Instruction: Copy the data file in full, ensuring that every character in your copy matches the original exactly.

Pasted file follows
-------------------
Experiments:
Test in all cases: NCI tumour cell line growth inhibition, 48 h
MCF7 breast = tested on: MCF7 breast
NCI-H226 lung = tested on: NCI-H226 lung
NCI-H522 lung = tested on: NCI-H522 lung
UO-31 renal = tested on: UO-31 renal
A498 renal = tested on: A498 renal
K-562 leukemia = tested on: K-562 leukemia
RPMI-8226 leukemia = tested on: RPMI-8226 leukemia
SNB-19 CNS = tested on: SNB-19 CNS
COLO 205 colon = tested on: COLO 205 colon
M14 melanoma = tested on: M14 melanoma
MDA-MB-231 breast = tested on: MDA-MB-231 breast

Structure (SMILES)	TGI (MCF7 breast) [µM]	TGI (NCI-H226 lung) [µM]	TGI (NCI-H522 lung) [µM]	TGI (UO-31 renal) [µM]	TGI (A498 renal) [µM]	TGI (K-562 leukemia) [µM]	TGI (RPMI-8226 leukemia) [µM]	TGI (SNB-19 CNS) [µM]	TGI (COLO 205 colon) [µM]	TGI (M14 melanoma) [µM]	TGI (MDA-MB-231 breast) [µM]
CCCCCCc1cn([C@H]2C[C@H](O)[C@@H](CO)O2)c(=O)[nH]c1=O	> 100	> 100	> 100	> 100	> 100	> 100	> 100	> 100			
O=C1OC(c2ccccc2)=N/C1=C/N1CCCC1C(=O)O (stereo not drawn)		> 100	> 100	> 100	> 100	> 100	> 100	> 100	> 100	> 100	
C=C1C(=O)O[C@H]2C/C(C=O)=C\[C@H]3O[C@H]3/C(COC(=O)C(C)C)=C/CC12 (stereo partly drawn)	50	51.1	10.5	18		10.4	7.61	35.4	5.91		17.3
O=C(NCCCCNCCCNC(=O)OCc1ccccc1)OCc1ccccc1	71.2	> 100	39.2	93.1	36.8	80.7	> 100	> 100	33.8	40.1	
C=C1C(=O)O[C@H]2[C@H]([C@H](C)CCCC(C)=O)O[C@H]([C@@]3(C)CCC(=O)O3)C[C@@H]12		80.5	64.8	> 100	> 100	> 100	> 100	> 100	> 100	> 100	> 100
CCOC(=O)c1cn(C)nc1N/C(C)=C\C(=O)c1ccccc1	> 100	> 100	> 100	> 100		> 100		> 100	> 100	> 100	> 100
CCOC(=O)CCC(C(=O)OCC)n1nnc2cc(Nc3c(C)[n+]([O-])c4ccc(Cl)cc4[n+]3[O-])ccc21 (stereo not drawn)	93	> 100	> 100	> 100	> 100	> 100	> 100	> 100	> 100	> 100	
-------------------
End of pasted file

Experiments:
Test in all cases: NCI tumour cell line growth inhibition, 48 h
MCF7 breast = tested on: MCF7 breast
NCI-H226 lung = tested on: NCI-H226 lung
NCI-H522 lung = tested on: NCI-H522 lung
UO-31 renal = tested on: UO-31 renal
A498 renal = tested on: A498 renal
K-562 leukemia = tested on: K-562 leukemia
RPMI-8226 leukemia = tested on: RPMI-8226 leukemia
SNB-19 CNS = tested on: SNB-19 CNS
COLO 205 colon = tested on: COLO 205 colon
M14 melanoma = tested on: M14 melanoma
MDA-MB-231 breast = tested on: MDA-MB-231 breast

Structure (SMILES)	TGI (MCF7 breast) [µM]	TGI (NCI-H226 lung) [µM]	TGI (NCI-H522 lung) [µM]	TGI (UO-31 renal) [µM]	TGI (A498 renal) [µM]	TGI (K-562 leukemia) [µM]	TGI (RPMI-8226 leukemia) [µM]	TGI (SNB-19 CNS) [µM]	TGI (COLO 205 colon) [µM]	TGI (M14 melanoma) [µM]	TGI (MDA-MB-231 breast) [µM]
CCCCCCc1cn([C@H]2C[C@H](O)[C@@H](CO)O2)c(=O)[nH]c1=O	> 100	> 100	> 100	> 100	> 100	> 100	> 100	> 100			
O=C1OC(c2ccccc2)=N/C1=C/N1CCCC1C(=O)O (stereo not drawn)		> 100	> 100	> 100	> 100	> 100	> 100	> 100	> 100	> 100	
C=C1C(=O)O[C@H]2C/C(C=O)=C\[C@H]3O[C@H]3/C(COC(=O)C(C)C)=C/CC12 (stereo partly drawn)	50	51.1	10.5	18		10.4	7.61	35.4	5.91		17.3
O=C(NCCCCNCCCNC(=O)OCc1ccccc1)OCc1ccccc1	71.2	> 100	39.2	93.1	36.8	80.7	> 100	> 100	33.8	40.1	
C=C1C(=O)O[C@H]2[C@H]([C@H](C)CCCC(C)=O)O[C@H]([C@@]3(C)CCC(=O)O3)C[C@@H]12		80.5	64.8	> 100	> 100	> 100	> 100	> 100	> 100	> 100	> 100
CCOC(=O)c1cn(C)nc1N/C(C)=C\C(=O)c1ccccc1	> 100	> 100	> 100	> 100		> 100		> 100	> 100	> 100	> 100
CCOC(=O)CCC(C(=O)OCC)n1nnc2cc(Nc3c(C)[n+]([O-])c4ccc(Cl)cc4[n+]3[O-])ccc21 (stereo not drawn)	93	> 100	> 100	> 100	> 100	> 100	> 100	> 100	> 100	> 100	